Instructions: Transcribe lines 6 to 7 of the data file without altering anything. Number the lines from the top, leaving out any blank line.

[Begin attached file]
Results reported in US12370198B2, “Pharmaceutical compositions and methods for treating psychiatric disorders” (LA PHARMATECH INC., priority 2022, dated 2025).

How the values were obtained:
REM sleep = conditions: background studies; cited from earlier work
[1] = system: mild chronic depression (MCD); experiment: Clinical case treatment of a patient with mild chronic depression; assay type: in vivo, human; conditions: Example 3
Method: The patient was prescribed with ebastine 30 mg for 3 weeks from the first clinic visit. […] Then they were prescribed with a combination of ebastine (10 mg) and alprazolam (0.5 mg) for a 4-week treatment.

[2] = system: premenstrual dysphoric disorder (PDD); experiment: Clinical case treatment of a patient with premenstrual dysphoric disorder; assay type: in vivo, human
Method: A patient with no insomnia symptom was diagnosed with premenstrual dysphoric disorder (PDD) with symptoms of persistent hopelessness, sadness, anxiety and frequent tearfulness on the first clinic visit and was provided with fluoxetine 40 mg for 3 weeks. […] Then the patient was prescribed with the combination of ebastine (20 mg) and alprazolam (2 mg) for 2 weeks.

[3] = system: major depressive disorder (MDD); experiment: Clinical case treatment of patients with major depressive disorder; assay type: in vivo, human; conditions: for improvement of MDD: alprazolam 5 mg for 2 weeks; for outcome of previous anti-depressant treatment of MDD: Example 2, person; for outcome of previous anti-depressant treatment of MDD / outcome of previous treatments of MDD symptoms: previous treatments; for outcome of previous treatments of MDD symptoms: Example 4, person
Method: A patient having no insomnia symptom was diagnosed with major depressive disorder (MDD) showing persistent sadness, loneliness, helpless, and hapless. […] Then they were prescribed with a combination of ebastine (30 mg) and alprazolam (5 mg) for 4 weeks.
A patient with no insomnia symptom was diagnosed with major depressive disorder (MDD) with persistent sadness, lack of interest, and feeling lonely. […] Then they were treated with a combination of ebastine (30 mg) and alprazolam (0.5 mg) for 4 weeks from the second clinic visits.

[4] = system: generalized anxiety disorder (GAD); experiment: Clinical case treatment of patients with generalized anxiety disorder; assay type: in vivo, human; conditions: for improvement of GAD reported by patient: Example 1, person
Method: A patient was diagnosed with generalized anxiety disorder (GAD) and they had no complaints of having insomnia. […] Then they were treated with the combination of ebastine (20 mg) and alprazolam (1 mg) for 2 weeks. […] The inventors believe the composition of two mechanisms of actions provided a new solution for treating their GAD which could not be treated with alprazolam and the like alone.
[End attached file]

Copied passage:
[2] = system: premenstrual dysphoric disorder (PDD); experiment: Clinical case treatment of a patient with premenstrual dysphoric disorder; assay type: in vivo, human
Method: A patient with no insomnia symptom was diagnosed with premenstrual dysphoric disorder (PDD) with symptoms of persistent hopelessness, sadness, anxiety and frequent tearfulness on the first clinic visit and was provided with fluoxetine 40 mg for 3 weeks. […] Then the patient was prescribed with the combination of ebastine (20 mg) and alprazolam (2 mg) for 2 weeks.